Archive for June, 2009
Nicholas Grace used to boast that he was the only Sheriff of Nottingham who
Do you think the casting director told Clive Standen
Wasn’t Tuck incredibly active for someone who had an arrow in his shoulder at the end of last week’s episode?
They shouted “loose” rather than “fire”. Possibly the first historically accurate thing in the entire series (to the best of my knowledge people didn’t shout “fire” until after firearms were in use).
Today was the 10th anniversary of my first date with Lettice. Back in 1999 we went to see The Matrix in Streatham. Today we had an adventure to celebrate.
If you missed James May’s plasticine garden at Chelsea you can now see it at the Royal Festival Hall.
Then we went on the London Eye. Yes, we live in London. Yes, we work in London tourism. Yes, it’s been open for nine years. No, we hadn’t been on it before.
Then there was yarn shopping. Followed by Yo! Sushi (between you and me, the County Hall branch is always nice and quiet in the evenings and only a short walk from the heaving, 45 minute wait to be seated, restaurants along the Southbank).
Anyway, I’ll do a proper image post either tomorrow or on Monday, in the meantime there are pictures on Flickr.
At work, we’ve been doing Desert Island Discs and this week is my turn. I’ll be buggered if I’m writing all this lot up and not turning it into a blog post.
I win. No seriously, I win this game because I have had a theme tune written for me. Well, technically it was written for my blog, oh okay, it was inspired by the name of my blog. What? This isn’t a contest and I can’t win? Oh. Sorry.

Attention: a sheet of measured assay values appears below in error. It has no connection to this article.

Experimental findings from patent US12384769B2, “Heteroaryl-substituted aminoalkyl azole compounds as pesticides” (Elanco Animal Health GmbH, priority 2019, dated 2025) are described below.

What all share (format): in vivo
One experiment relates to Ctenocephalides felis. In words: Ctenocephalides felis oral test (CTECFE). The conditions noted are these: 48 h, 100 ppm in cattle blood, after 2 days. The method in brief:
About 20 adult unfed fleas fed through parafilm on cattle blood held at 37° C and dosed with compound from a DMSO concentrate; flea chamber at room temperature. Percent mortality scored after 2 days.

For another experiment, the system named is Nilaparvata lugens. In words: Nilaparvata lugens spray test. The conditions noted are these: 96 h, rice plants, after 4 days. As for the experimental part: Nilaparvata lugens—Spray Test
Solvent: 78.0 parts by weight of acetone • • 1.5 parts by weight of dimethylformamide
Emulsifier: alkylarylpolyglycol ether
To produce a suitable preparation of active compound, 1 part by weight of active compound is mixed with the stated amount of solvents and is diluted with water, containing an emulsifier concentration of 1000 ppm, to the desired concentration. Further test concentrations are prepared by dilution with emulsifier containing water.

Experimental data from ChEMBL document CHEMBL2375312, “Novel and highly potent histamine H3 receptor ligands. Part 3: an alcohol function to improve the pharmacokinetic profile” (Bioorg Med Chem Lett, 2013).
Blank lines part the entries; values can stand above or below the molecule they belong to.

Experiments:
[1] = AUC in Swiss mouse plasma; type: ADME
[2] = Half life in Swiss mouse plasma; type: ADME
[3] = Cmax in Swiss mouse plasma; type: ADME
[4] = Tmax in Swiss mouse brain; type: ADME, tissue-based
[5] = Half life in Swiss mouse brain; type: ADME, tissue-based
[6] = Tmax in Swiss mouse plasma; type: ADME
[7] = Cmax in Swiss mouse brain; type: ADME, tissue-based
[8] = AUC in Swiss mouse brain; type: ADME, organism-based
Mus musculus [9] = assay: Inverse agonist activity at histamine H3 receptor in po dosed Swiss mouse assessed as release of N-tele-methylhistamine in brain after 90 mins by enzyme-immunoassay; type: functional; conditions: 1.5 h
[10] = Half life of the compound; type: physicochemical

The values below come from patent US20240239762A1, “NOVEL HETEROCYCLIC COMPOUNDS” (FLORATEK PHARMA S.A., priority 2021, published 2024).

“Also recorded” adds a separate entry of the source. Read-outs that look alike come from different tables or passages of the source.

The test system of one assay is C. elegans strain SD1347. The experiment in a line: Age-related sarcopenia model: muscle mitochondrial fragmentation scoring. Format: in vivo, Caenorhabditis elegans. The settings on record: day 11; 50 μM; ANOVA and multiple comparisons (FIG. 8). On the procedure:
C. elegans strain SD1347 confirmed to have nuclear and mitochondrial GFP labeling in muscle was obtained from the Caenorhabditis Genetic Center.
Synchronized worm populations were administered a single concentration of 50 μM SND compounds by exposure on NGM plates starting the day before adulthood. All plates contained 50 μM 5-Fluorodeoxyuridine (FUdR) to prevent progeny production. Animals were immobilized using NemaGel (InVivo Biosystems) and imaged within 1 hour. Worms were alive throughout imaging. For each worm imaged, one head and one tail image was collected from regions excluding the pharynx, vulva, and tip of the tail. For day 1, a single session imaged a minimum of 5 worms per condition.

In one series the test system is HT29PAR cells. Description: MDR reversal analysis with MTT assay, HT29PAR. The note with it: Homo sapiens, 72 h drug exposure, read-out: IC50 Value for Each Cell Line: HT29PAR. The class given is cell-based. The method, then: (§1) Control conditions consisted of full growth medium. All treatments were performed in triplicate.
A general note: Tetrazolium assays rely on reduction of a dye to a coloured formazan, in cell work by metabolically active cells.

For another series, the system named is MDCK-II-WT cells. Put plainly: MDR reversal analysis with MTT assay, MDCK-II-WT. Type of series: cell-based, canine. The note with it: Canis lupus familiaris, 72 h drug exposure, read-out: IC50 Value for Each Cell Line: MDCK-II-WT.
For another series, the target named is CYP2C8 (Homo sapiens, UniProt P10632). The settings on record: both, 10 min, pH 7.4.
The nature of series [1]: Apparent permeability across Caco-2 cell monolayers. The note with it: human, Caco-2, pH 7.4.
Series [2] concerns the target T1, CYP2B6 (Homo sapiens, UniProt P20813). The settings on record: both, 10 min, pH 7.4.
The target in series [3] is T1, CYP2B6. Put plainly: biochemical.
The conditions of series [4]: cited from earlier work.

According to my mother my first musical experience was dancing (or being danced, as I was baby at the time) round the room to T Rex. Was I too young to be influenced by this? Or did it somehow generate an interest in dinosaurs rather than glam rock? Lucky escape.
Adam and the Ants – Stand and Deliver
I was torn between a classic Ants track or something from his later albums. In the end memories of Saturday morning’s spent watching this video on Multi-Coloured Swap Shop won the day (but if you’ve only heard his old material check out the 1995 album “Wonderful”).
Drill Queen – Born Depressed
Justin is an information architect with whom I worked on several projects; he also played guitar for Drill Queen.
Traveling Wilburys – Tweeter and the Monkey Man
Just about the only bits of vinyl from my dad’s music collection that I copied to tape, and one of the few bands that Lettice and I both love. It looks like the record label have been at YouTube so we’re lucky to find this animation:
Moxy Früvous – My Baby Loves a Bunch of Authors
Moxy Früvous were a cool, funny, somewhat cheesey Canadian band who I was introduced to via two friends at university. If you saw the groaning bookshelves in our flat you’d know why this song always makes me smile.
Cerys Matthews – Oxygen
I can’t sing. I really can’t sing. Neither can my brother, though as churchgoer he makes up with gusto for what he lacks in aptitude. Clearly we got our singing genes from the English or Swedish parts of our family not the Welsh.
Pulp – Mis-shapes
The end of the summer of 1995. On the news it’s Blur vs Oasis. But, before Blair, there was a much better third way.
Aziza Mustafa Zadeh – Ay Dilber
Stiff Little Fingers – Tin Soldiers
Hands up who wanted (or even expected) to hear some Azerbaijani Jazz today? Well, you’re out of luck as I can’t find it anywhere on the web. So have some classic punk instead.
Tanita Tikaram – And I Think Of You
The reason I’m here. Sort of. I created my first home page in 1995 (personal home pages, remember them? Like Facebook profiles but you had to do all the work yourself) and wanted to do a bit more. So looking around the nascent web for the various artists I liked I spotted that Tanita didn’t have any fan pages dedicated to her. The resulting site helped to get me my first job at a web design agency.
Assuming I’m going to be here for a while then I want something fairly long. An old favourite or something I’ve never gotten around to? I think I’ll go for the latter and take Peter Ackroyd’s London: The Biography to remind myself of home.
A brewing kit. Let’s see which of the fruit on the island makes the best booze.